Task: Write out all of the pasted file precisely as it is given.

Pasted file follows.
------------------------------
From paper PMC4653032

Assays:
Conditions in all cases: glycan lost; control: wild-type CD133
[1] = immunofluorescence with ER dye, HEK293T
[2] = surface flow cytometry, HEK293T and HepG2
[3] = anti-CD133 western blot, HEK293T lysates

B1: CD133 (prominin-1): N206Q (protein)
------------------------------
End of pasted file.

From paper PMC4653032

Assays:
Conditions in all cases: glycan lost; control: wild-type CD133
[1] = immunofluorescence with ER dye, HEK293T
[2] = surface flow cytometry, HEK293T and HepG2
[3] = anti-CD133 western blot, HEK293T lysates

B1: CD133 (prominin-1): N206Q (protein)